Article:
Look, I was trained as a philosopher so I know how the terrain of marxism is supposed to be engaged and how it is engaged by most philosophers.  We geek out over the ontological plausibility of dialectical materialism; we like to import non-marxist thinkers, such as Heidegger or Nietzsche, into a universe that would otherwise treat them as alien; we might even try to reduce the political economy categories of Capital into the language of formal logic.  We generally believe that concrete analyses of concrete situations are in bad taste and that we need to talk about supposedly deep matters that are really only deep because of successive layers of obscurantist jargon culled from a history that we should have realized, long ago, might be nothing more than mystification.  We try to ignore the fact that Marx and Engels, in The German Ideology, advocated the abandonment of philosophical fantasy and the focus on the concrete.  And yet, those trained philosophers engaged in "marxist philosophy" as a whole (but obviously with honourable exception) still waste their time pursuing philosophical ghosts that should be exorcized.

None of this is to say that the work produced by those who call themselves "marxist philosophers" is entirely without merit.  Rather, my point is that being a marxist philosopher often produces a consciousness that is contrary to revolutionary class struggle––the very thing that the science announced by Marx and Engels is intended to embrace.  We only need to turn to Theodor Adorno, one of the paradigmatic examples of marxist philosophers, to understand this retrogression: as I discussed in a previous entry, Adorno resigns from class struggle through the very practice of philosophy when he claims in Negative Dialectics  that "[p]hilosophy, which once seemed obsolete, lives on because the moment to realize it was missed."  And here Adorno believes that a properly historical materialist philosophy is that which can redeem the world, that the history of actually existing communism is impoverished because of philosophical mistakes, and that we need to get back into the business of interpreting those categories necessary for change, i.e. that philosophers are some sort of vanguard of the vanguard.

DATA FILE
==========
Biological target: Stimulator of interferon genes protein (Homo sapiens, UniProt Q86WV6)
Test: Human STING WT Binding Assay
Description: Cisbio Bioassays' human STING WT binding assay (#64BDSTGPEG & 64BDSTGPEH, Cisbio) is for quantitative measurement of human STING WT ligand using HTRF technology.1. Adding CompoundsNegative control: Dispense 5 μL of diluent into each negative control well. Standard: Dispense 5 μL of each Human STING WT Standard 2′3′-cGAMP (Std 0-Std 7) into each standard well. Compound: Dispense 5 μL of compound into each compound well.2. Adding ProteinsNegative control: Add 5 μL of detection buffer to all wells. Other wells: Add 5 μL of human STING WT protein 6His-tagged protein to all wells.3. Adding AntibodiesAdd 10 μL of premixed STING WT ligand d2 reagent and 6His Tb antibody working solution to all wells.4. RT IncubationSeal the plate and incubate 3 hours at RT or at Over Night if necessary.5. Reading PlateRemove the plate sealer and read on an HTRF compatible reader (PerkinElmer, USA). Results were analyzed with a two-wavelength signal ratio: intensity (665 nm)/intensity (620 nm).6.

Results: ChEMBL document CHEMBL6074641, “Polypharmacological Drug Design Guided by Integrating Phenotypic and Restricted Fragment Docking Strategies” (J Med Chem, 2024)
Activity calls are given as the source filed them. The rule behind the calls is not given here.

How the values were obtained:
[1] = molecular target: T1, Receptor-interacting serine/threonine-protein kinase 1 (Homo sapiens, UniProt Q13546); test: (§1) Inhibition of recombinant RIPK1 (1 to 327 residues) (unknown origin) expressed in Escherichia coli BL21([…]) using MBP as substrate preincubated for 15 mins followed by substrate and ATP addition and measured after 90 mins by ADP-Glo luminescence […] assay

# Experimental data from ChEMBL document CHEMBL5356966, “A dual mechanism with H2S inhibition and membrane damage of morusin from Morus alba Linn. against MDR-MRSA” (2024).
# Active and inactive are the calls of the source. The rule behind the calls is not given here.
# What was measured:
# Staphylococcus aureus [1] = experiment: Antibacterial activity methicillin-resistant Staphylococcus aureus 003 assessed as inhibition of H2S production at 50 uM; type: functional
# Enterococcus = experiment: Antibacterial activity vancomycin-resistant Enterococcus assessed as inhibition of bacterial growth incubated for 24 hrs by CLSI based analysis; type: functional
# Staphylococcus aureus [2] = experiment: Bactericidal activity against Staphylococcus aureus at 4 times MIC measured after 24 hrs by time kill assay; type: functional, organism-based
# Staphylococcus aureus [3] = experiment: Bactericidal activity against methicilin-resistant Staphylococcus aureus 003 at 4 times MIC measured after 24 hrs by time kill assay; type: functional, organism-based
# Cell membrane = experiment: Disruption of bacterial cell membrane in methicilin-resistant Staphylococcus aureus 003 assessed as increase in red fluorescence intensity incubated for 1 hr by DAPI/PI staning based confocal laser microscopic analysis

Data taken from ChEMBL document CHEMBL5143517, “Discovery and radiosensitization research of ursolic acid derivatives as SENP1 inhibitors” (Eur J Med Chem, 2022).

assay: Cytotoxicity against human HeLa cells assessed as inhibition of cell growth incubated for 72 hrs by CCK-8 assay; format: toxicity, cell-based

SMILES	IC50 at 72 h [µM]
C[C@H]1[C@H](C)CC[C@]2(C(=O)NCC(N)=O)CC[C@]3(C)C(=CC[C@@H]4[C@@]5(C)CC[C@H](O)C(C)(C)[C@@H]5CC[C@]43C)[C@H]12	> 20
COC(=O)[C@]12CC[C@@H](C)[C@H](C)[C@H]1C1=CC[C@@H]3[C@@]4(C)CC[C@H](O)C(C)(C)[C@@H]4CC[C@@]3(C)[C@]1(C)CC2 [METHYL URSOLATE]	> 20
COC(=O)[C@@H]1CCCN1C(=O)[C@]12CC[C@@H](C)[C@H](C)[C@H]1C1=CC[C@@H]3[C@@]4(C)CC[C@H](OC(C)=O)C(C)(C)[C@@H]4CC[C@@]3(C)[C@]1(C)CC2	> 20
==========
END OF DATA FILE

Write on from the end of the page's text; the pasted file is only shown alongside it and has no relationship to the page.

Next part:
Hence all of the marxist philosophy that has very little to do with class struggle and more to do with abstract philosophical categories that are somehow about marxism––clear, perhaps, to the invisible college of other marxist philosophers, but pretty abstract and meaningless to those that are supposed to be the subject of revolutionary communism.  That is, the oppressed masses who do not have the privilege, let alone the interest, in these rarified categories are not interested in being led by some extremely opaque philosophical marxism if it has little to do with what the entire marxist tradition is supposed to be about: the liberation of human history by history's slaves.

To be clear, none of this is to say that complexity is "bourgeois" and simplicity is "proletarian" or any of that nonsense promoted by anti-intellectual marxists (who are generally also intellectuals) out of some pandering to the working-class sensibility.  But it is to say that the obsession with rarified philosophical categories that have nothing to do with actually existing class struggle might be a problem and might be similar in practice to the non-marxist philosophers in my first anecdote who refused to participate in a strike because they thought they were outside of class struggle.  And though these rarified categories are produced in order to catapult their creators outside of the class struggle, the commitment to class politics still exists even in the moment when these supposedly exterior concepts are being imagined.


  1. You'd probably make an exception for:

    1. Lol... Lovecraft and philosophy? The ontology of shuggoths! The epistemological significance of the Necronomicon!

    2. Look at the writer's name. that is the funny part